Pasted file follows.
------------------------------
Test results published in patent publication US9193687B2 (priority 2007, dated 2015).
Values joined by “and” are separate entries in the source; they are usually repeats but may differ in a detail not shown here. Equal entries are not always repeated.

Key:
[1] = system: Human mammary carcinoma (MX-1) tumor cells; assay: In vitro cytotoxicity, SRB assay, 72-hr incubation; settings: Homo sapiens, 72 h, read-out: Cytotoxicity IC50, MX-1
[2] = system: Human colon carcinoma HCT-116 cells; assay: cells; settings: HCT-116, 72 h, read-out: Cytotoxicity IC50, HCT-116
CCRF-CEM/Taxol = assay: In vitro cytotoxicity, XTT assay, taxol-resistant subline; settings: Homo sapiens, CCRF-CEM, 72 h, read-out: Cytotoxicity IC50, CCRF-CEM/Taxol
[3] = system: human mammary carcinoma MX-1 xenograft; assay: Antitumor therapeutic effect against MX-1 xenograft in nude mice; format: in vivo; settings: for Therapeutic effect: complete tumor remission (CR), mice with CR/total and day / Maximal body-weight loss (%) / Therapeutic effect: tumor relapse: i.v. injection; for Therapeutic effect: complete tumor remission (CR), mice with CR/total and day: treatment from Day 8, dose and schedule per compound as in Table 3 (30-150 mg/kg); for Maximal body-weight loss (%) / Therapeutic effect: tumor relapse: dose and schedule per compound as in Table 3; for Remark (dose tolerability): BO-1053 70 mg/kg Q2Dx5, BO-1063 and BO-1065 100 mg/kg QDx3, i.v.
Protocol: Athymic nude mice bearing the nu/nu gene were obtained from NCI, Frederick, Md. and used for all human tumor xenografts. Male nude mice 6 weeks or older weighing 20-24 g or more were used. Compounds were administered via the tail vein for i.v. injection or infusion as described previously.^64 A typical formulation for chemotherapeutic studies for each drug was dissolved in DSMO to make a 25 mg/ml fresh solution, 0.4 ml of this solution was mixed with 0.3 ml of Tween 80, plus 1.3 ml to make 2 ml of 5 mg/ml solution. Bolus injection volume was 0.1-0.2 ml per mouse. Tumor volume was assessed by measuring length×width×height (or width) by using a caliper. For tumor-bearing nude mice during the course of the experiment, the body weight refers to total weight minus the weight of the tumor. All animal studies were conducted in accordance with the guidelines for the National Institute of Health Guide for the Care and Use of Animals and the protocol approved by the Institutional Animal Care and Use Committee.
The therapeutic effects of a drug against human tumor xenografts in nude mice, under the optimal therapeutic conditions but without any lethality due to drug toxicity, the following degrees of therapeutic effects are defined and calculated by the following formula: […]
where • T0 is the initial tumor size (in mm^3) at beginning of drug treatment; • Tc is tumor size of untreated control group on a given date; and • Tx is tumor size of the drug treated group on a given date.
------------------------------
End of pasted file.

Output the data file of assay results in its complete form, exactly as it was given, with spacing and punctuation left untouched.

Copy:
Test results published in patent publication US9193687B2 (priority 2007, dated 2015).
Values joined by “and” are separate entries in the source; they are usually repeats but may differ in a detail not shown here. Equal entries are not always repeated.

Key:
[1] = system: Human mammary carcinoma (MX-1) tumor cells; assay: In vitro cytotoxicity, SRB assay, 72-hr incubation; settings: Homo sapiens, 72 h, read-out: Cytotoxicity IC50, MX-1
[2] = system: Human colon carcinoma HCT-116 cells; assay: cells; settings: HCT-116, 72 h, read-out: Cytotoxicity IC50, HCT-116
CCRF-CEM/Taxol = assay: In vitro cytotoxicity, XTT assay, taxol-resistant subline; settings: Homo sapiens, CCRF-CEM, 72 h, read-out: Cytotoxicity IC50, CCRF-CEM/Taxol
[3] = system: human mammary carcinoma MX-1 xenograft; assay: Antitumor therapeutic effect against MX-1 xenograft in nude mice; format: in vivo; settings: for Therapeutic effect: complete tumor remission (CR), mice with CR/total and day / Maximal body-weight loss (%) / Therapeutic effect: tumor relapse: i.v. injection; for Therapeutic effect: complete tumor remission (CR), mice with CR/total and day: treatment from Day 8, dose and schedule per compound as in Table 3 (30-150 mg/kg); for Maximal body-weight loss (%) / Therapeutic effect: tumor relapse: dose and schedule per compound as in Table 3; for Remark (dose tolerability): BO-1053 70 mg/kg Q2Dx5, BO-1063 and BO-1065 100 mg/kg QDx3, i.v.
Protocol: Athymic nude mice bearing the nu/nu gene were obtained from NCI, Frederick, Md. and used for all human tumor xenografts. Male nude mice 6 weeks or older weighing 20-24 g or more were used. Compounds were administered via the tail vein for i.v. injection or infusion as described previously.^64 A typical formulation for chemotherapeutic studies for each drug was dissolved in DSMO to make a 25 mg/ml fresh solution, 0.4 ml of this solution was mixed with 0.3 ml of Tween 80, plus 1.3 ml to make 2 ml of 5 mg/ml solution. Bolus injection volume was 0.1-0.2 ml per mouse. Tumor volume was assessed by measuring length×width×height (or width) by using a caliper. For tumor-bearing nude mice during the course of the experiment, the body weight refers to total weight minus the weight of the tumor. All animal studies were conducted in accordance with the guidelines for the National Institute of Health Guide for the Care and Use of Animals and the protocol approved by the Institutional Animal Care and Use Committee.
The therapeutic effects of a drug against human tumor xenografts in nude mice, under the optimal therapeutic conditions but without any lethality due to drug toxicity, the following degrees of therapeutic effects are defined and calculated by the following formula: […]
where • T0 is the initial tumor size (in mm^3) at beginning of drug treatment; • Tc is tumor size of untreated control group on a given date; and • Tx is tumor size of the drug treated group on a given date.